There’s nothing particularly new about musicians tweaking convention by giving bizarro-world facelifts to iconic, genre-specific songs – Dread Zeppelin did it with reggae-tinged Zep remakes, Richard Cheese with lounged-up takes on aggression-laden punk-metal. But for the most part, such projects had breathtakingly short shelf lives that served mostly to prove man cannot live by irony alone.
France’s Nouvelle Vague has managed to maintain relevance – and even grow in stature – over the course of three well-received albums on which they’ve used bossa-nova punk as a base from which they’ve launched increasingly more venturesome forays into the world of genre-bending. At this performance, the second show on a rare full-scale American tour, the members put the smirks aside to concentrate on establishing genuine contact – the mark of a truly great bar band.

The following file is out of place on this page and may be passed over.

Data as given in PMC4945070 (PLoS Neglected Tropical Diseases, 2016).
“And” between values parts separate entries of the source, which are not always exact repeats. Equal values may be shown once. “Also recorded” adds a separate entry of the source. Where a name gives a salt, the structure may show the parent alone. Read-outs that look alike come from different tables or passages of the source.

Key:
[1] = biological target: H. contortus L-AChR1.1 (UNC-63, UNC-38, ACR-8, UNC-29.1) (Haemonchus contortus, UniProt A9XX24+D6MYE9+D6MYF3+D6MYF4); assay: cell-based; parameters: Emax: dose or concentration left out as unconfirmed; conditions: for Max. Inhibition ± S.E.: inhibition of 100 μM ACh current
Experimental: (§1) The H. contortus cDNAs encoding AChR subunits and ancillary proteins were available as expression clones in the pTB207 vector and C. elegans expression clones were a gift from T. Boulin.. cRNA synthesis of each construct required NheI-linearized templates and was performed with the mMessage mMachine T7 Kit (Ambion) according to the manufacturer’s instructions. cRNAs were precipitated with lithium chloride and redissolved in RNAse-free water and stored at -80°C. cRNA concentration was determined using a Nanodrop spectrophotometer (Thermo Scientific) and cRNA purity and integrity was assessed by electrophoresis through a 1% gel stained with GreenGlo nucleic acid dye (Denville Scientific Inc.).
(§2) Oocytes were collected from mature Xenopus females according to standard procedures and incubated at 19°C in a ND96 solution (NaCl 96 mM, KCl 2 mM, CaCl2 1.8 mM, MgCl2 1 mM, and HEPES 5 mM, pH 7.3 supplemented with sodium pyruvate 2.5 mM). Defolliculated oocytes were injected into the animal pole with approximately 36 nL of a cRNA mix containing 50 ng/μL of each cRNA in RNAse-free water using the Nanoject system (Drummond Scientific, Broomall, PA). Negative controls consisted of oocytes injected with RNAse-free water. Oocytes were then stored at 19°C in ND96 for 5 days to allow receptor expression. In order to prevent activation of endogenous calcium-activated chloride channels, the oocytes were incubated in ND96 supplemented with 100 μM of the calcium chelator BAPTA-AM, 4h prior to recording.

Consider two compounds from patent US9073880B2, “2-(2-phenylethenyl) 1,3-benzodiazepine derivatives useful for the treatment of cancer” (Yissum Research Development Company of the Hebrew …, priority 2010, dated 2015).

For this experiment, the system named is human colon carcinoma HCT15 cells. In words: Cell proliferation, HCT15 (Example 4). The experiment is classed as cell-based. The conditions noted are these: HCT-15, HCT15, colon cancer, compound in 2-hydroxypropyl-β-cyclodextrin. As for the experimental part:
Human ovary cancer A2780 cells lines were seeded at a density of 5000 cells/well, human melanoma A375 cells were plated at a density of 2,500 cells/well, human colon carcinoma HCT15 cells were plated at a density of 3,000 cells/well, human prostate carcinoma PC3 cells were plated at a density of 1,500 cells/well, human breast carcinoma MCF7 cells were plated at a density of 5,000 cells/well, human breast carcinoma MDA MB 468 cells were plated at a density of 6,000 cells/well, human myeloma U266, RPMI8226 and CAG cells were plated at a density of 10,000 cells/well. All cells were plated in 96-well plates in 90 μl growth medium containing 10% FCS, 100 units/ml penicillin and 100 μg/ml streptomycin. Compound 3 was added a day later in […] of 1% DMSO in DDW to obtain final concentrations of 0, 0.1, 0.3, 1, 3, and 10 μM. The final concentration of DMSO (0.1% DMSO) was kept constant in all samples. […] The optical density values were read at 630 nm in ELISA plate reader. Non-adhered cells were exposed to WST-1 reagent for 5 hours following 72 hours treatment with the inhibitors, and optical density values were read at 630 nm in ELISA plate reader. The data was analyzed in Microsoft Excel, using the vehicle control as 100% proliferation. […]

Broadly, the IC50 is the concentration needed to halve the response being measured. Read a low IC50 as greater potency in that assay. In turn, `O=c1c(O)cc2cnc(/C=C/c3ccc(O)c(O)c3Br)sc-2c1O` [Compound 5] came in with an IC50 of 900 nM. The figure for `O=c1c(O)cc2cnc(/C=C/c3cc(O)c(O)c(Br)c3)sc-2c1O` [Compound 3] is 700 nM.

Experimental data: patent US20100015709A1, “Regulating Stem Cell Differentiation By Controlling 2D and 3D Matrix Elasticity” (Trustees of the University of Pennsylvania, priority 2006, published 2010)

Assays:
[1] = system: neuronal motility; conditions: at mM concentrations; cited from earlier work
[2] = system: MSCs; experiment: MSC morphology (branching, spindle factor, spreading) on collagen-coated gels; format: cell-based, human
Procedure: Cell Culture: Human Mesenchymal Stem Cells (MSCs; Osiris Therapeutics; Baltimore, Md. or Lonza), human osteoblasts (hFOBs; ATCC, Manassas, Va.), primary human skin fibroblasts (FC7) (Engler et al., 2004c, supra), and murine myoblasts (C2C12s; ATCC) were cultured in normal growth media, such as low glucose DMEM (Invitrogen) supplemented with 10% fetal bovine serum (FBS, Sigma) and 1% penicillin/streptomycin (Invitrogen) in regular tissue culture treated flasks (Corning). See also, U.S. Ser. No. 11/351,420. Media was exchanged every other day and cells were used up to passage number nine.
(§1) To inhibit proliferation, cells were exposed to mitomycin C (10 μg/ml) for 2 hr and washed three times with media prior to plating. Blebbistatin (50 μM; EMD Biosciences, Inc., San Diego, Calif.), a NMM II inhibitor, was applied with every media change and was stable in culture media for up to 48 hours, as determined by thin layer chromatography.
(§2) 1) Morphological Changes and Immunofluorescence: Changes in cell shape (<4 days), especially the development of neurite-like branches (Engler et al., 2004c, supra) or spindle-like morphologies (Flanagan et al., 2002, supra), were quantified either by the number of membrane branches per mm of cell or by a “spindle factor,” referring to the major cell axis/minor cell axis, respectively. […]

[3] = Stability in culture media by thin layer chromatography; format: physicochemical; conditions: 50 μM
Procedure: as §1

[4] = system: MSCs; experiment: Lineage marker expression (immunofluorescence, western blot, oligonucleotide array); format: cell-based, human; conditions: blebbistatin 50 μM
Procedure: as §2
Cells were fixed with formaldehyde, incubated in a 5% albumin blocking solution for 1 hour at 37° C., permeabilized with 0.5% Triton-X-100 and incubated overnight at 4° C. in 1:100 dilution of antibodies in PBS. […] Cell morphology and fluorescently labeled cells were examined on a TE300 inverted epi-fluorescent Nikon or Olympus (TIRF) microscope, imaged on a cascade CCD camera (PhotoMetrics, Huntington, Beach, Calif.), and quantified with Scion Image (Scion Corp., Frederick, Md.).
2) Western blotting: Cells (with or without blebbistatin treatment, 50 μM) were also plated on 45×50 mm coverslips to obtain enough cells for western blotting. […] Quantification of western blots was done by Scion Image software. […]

The most engaging portions of the show merged outright ridiculousness with unquestionable musical alacrity – notably a rockabilly take on the Dead Kennedys’ “Too Drunk To Fuck” that found singers Melanie Pain and Phoebe Killdeer ponying around the stage like hopped-up Jean Shrimptons. Likewise, a languid, Julie London-styled stroll through the murk of The Cramps’ “Human Fly” retained the sexually charged menace of the original, while making it seem perfectly reasonable wedding reception dance material.
There were certainly some duds: The band’s take on Depeche Mode’s “In a Manner of Speaking” didn’t add (or subtract) enough from Martin Gore’s tune to justify its inclusion, while the chopping and channeling of Lords of the New Church’s “Dance With Me” came across as simply window-dressing.
For the most part, however, Nouvelle Vague tapped into a zeitgeist the audience was entirely familiar with – knowing without being overbearing, heady without losing touch with the heart. In other words, a perfect bar band.
Nouvelle Vague plays the Henry Fonda Theater in Los Angeles on Feb. 9.